Each of us has our specific go-to ways of protecting ourselves from pain or trauma, often subconsciously chosen in large part based on our inborn temperaments and personalities. Some of our protective mechanisms were learned in very early childhood, before we even had words; others were developed later on in childhood. In either case, these coping styles or defense mechanisms tend to be habits that have been around for a while.

As children, we are often helpless when it comes to meeting our own needs, regulating our internal feelings and sensations, and controlling the external environments we find ourselves in. Finding relief from physical pain; satisfying needs like hunger and comfort; learning to cope with frustration when things don’t go our way; and waiting when things take time, etc. are all experiences that put us in a position of great need over and over again, and often we are left to our own devices way too much of the time, or are traumatically disappointed or disillusioned when it comes to having those needs met by others.

In addition, beside for being dependent on others to manage our regular, everyday needs, many of us experience painful or traumatic emotional events in childhood, such as being shamed or excessively criticized, dismissed or rejected, parentified/given too much responsibiilty, or burdened with painful family secrets or the need to silence ourselves or our feelings. The list can go on, and it becomes clear that all of us have experienced pain in our lives, even in the best of circumstances, and certainly when circumstances or caregiving were suboptimal or traumatic. 

Some of us are naturally more resilient than others, and some of us are also extra good at being resourceful when it comes to finding ways to get our needs met. In addition, some of us have an easier time speaking up for ourselves or molding ourselves to the demands of the particular environments we find ourselves in, sometimes because we were simply born this way; more flexible, more assertive, or more able to bounce back by nature.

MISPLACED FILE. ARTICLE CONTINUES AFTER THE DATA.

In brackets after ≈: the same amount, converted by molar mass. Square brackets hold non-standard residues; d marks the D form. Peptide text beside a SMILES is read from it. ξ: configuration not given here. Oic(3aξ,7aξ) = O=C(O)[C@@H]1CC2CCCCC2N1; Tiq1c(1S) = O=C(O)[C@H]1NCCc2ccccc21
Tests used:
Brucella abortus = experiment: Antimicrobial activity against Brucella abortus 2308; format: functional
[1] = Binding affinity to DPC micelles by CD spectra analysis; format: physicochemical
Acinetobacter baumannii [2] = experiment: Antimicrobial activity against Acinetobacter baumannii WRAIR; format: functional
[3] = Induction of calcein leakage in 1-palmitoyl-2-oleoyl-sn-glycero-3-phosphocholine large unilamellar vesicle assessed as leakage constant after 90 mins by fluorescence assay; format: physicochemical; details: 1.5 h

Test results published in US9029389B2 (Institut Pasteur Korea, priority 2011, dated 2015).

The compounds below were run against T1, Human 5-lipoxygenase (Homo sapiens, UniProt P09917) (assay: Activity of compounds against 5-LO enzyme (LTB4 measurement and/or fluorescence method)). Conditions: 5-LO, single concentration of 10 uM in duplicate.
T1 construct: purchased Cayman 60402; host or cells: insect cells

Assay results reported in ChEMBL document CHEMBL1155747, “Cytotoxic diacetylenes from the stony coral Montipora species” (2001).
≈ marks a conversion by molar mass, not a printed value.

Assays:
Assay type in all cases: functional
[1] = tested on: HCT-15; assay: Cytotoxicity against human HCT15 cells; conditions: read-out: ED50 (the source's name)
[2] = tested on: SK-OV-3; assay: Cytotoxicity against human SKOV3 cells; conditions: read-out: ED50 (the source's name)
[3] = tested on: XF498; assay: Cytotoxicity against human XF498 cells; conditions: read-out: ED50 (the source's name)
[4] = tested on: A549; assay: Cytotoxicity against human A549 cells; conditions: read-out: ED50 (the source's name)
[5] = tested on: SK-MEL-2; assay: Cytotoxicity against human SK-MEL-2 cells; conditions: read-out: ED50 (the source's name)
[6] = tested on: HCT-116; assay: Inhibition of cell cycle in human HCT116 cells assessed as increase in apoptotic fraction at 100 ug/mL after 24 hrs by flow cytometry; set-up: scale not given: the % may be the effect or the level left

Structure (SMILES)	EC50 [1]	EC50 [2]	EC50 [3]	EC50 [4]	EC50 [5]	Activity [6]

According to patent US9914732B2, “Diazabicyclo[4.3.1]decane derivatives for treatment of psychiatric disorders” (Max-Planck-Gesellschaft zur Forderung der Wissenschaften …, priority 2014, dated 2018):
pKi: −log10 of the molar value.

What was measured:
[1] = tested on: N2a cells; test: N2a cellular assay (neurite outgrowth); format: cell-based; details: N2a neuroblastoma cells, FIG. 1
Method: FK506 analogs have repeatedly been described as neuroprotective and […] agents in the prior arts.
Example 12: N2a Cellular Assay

But regardless of our inner resources or how much pain we suffered, all of us have found ways to protect ourselves or to try to prevent pain, for better or worse. We do the best we can to make do with our challenges, our lacks, and our suffering. Some of us have others we can turn to for comfort or help, making us less alone when things don’t go our way. Others of us have trouble trusting, opening up, expressing ourselves, or asking for our needs to be met. Some of us find ourselves with parents or friends or school environments that are just a huge mismatch for us, and this makes things especially hard.

One of the more common coping mechanisms for children who are bright and often more introverted is to rely on our very own minds to protect us and to fill some of our attachment needs (I learned of this idea from a book called The Mind Object: Precocity and Pathology of Self-Sufficiency).  We learn to use our precocious abilities to imagine things, learn things, and understand things to make us feel safe and to try to figure out how to meet our own needs rather than leaning on others. The mind becomes almost its own person inside of us, telling us what to do, and making us feel we’ll be safe if only we listen to it or rely on it enough. Getting feedback from others about how precocious, smart, and/or mature our minds are, feeds into this belief. And when we’re rejected, in need of comfort, or worried, instead of turning to others for help, we think instead, or worry, or plan, or try to figure things out. This precocious ability gives us a false sense of being in control, though at times it actually does protect us (learning how to tell whether being in our “mind” is helping or hurting us is something that therapy can often help with). Sometimes we take refuge in our imaginations, and often we lose touch with our feeling selves, or with the help or comfort that others can provide, leaving us isolated and even at times tyrannized by a mind that won’t ever go silent or that demands we listen to it at all times. 

Learning to re-access our emotions and our need for others, as well as to let go of the fantasy that if only we “think” enough, we’ll be safe and in control, can help us reclaim those parts of us that have been hijacked, underdeveloped, or overlooked by our reliance on the mind as “object”.